Bee further attacked the Trump administration's ban on trans military service members, saying, "Conservatives do not get to say that trans people have no place in the military. If after all that has been done to them they still want to protect your f–ing freedoms, you say thank you."

Silverberg also highlighted the physical violence against trans people in America, as well as the government's efforts to undo the community's rights. For media, she urged the industry to be "as inclusive in our staffing and who we choose to tell their stories as we are in our activism."

"There is so much trans talent, not just in shows like Pose," she said, "As we see coming to the forefront these incredible trans stories being told, we have a responsibility to infuse these older industries in media with trans creativity."

Watch what happened last night

Parker presented Cohen with the Vito Russo Award, given by GLAAD to an openly LGBTQ media professional who has made a significant difference in promoting equality for the LGBTQ community. This year, it goes to the host of Bravo's Watch What Happens Live, "the person," Parker said, "so many claim as their best friend."

Taking the stage, Cohen joked, "I don't love having to follow Carrie Bradshaw in a room full of Sex and the City fans."

The talk show host then went back to 1989 to explain the effect of seeing Vito Russo, the LGBTQ advocate and author of The Celluloid Closet. In those days, living as a 21-year-old in New York City, "It was my first taste of the gay in New York City… and I loved it," Cohen said. Cut to the looks from his parents, sitting in the audience, as that thought sinks in. "The song that summer was 'Express Yourself' and outside of CBS News [where Cohen interned] I was expressing myself all over town."

He only came out to his coworkers at the network after seeing Russo on television, one of Russo's last interview appearances before he died of AIDS.

"To be gay today is something that I am so thankful for, but the fight is not over and it's a fight that I am committed to even more so now that I am a father," he said. "When I came out of the closet all those years ago, my mom said three things to me. First, she said, 'I probably would've hated your wife anyway.' Second, that she was going to get involved with the local AIDS organization in St. Louis so she could get to know my community — and she did, by the way… And last, this struck me then and it especially strikes me now, that she needed to mourn the loss of my ever being able to have a family. What a gift that I spent today with my parents and my son."

Chelsea Clinton highlights “hope and optimism” in the face of Trump

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In addressing LGBTQ rights, Chelsea Clinton, who came out to speak during the awards ceremony, inevitably got down to the Trump of it all.

"This has always been important and I'd argue it's never been more important than it is today when we have an administration that consistently, feels like daily, launches verbal, regulatory, and attempted legislative attacks on LGBTQ people across the country," she said. What's more egregious, she added, "the on-going silence when LGBTQ people are murdered around the world and also here in the United States. This is not the country that I want my children to grow up in. It's horrifying, it's unconscionable, it should always been condemned."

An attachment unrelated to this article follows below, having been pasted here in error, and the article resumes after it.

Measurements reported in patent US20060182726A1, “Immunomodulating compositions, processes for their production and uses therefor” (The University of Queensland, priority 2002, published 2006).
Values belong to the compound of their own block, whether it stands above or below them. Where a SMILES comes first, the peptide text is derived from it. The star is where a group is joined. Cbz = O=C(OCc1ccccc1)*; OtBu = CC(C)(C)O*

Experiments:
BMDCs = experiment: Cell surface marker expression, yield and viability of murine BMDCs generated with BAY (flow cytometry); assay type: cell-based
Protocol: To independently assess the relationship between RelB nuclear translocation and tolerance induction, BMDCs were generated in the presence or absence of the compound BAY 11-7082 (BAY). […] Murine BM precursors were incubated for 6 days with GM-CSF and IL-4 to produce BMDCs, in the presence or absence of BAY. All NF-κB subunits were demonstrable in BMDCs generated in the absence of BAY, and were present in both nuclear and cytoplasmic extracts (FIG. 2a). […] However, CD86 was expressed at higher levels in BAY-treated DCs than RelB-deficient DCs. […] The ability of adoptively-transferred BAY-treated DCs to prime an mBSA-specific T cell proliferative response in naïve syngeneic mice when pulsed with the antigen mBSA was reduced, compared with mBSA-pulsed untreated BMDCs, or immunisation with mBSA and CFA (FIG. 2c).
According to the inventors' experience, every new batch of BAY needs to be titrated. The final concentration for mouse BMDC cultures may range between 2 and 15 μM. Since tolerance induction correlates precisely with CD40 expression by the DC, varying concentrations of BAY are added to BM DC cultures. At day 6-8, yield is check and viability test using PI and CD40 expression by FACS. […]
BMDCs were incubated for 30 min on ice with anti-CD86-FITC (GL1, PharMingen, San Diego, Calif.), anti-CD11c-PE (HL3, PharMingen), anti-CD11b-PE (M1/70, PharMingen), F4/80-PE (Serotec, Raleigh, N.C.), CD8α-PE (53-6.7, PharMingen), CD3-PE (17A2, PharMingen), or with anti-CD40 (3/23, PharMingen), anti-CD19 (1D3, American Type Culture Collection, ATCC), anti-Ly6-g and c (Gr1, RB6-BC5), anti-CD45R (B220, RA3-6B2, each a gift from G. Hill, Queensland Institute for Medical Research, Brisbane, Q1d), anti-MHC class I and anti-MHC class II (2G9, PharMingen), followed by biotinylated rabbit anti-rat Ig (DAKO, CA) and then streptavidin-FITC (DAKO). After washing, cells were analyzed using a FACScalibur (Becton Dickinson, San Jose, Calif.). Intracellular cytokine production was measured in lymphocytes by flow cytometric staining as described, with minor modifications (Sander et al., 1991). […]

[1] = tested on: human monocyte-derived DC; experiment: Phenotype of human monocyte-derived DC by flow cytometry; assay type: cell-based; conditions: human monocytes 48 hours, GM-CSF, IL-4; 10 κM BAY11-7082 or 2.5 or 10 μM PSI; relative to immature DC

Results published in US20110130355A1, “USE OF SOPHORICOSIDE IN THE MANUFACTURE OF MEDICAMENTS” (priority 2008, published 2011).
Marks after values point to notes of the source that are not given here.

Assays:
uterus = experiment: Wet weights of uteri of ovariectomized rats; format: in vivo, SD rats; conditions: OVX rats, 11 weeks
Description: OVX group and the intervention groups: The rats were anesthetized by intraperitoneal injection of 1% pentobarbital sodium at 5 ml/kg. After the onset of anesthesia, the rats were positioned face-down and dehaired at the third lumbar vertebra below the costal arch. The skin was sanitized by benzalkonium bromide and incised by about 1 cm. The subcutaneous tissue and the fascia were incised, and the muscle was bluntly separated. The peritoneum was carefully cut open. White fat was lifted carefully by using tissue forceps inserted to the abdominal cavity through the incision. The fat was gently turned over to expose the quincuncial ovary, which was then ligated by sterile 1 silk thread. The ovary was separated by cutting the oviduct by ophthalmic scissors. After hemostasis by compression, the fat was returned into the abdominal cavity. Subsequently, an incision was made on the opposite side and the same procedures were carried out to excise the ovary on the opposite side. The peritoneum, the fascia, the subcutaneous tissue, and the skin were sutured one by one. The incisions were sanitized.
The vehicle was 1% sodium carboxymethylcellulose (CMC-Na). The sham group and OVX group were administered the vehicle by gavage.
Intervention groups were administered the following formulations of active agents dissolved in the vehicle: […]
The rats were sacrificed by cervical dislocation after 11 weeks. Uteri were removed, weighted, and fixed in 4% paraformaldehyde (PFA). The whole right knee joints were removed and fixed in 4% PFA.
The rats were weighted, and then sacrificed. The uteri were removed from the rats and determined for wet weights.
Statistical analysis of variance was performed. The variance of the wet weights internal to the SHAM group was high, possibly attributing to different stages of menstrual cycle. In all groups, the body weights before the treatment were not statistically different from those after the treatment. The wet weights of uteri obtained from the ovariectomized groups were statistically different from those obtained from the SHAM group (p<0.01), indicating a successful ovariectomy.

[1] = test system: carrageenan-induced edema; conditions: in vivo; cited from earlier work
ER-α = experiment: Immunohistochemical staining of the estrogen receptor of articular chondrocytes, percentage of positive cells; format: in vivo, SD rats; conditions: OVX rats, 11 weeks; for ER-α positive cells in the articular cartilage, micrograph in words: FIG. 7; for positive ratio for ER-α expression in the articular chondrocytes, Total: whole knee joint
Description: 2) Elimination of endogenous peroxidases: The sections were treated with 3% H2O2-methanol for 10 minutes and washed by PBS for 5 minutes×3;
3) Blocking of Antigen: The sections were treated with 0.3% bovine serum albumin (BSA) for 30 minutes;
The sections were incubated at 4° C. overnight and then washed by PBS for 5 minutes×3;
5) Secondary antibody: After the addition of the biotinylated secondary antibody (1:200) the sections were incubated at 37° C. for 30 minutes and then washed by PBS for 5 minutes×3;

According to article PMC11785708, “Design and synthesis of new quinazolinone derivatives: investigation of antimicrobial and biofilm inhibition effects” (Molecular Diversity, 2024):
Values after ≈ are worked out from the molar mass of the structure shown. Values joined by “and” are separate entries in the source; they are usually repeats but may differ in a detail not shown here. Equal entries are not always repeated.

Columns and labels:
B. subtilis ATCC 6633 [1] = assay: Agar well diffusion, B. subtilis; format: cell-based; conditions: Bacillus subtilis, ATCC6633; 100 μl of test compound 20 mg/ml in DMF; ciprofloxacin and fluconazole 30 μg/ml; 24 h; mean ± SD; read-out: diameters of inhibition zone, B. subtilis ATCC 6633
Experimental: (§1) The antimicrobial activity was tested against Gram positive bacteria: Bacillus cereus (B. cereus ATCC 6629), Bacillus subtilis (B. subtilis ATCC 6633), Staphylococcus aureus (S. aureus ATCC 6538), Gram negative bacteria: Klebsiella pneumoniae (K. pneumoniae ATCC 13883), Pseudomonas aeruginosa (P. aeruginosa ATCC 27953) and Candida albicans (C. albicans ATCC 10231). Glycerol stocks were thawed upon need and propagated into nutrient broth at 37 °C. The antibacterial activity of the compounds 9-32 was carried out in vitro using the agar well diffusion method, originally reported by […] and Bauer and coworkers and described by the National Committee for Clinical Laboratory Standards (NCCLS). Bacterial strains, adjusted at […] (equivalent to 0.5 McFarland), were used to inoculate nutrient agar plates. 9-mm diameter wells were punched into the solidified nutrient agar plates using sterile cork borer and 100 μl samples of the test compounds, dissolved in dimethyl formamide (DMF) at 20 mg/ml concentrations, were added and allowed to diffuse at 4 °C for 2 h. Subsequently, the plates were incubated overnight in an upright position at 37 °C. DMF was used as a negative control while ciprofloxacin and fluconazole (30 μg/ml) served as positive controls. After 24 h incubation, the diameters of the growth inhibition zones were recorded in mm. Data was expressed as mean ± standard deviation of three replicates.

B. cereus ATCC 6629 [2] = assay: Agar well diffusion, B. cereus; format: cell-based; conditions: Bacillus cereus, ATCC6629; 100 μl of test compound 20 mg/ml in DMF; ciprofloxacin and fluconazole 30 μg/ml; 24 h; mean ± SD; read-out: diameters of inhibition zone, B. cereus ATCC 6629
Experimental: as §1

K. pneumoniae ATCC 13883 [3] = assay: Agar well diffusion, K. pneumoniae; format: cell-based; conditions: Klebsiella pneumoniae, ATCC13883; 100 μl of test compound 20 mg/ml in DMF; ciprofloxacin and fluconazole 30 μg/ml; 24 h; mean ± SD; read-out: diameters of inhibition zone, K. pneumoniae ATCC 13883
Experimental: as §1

But there's "hope and optimism" in our current reality. "We have a record-number of diverse candidates — at least in the Democratic Party — running for office in every level of government, including for the presidency," she said. "I must say it particularly means a great deal to me that we have so many women running, and also so many people of color, and that we have a gay candidate."

A league of their own

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In addition to Anderson Cooper and Mykki Blanco, Rosie O'Donnell was one of the surprise celebrity guests to help present Madonna with the Advocate for Change award.

"It was about 30 years ago when I met Madonna on A League of Their Own," the comedienne said. "It was an innocent time before social media, before the Keto Diet. I was dating a man back then. You didn't know I had a brief foray into heterosexuality. It was during filming of A League of Their Own. His name was Michael and he was a lovely man, and he and I went to see [Madonna in] Truth or Dare two days before [director] Penny Marshall said to me, 'Rosie, Madonna's gonna come in tomorrow. If she likes you, she'll do the movie. Try to be funny.' I then proceeded to have diarrhea."

O'Donnell recalled being "VG, very gay" and approaching Madonna for advice at a time when she was "questioning and unsure" about her sexuality. "She told me, 'Rosie, just follow your heart,' advice that I take to this day," O'Donnell said.

An emotional Madonna remembers the AIDS epidemic

And now, the moment the entire room was waiting for: Madonna, for her years of promoting LGBTQ acceptance, took the podium in receiving the Advocate for Change award.

The singer, who recently revealed her new album, Madame X, paid tribute to her friend Haring, her former roommate Martin Burgoyne, and her high school ballet teacher in Detroit, Christopher Flynn, "the first person that believed in me, that made me feel special as a dancer, as an artist and as a human being."

"I know this sounds trivial and superficial," she added, "but he was the first man to tell me that I was beautiful."

After so many friends in her life died from AIDS-related complications, Madonna said she "decided to take up the bullhorn and really fight back," even though it meant getting her "a— kicked" by those spreading rumors that she herself contracted HIV.

"As soon as you really understand what it means to love, you understand what it takes to become a human being," she said, closing out her speech, "and that it is every human's duty to fight, to advocate, to do whatever we can and whatever it takes. Madame X is a freedom fighter."

The 30th annual GLAAD Awards will air on Logo Sunday, May 12 at 8 p.m. ET/PT.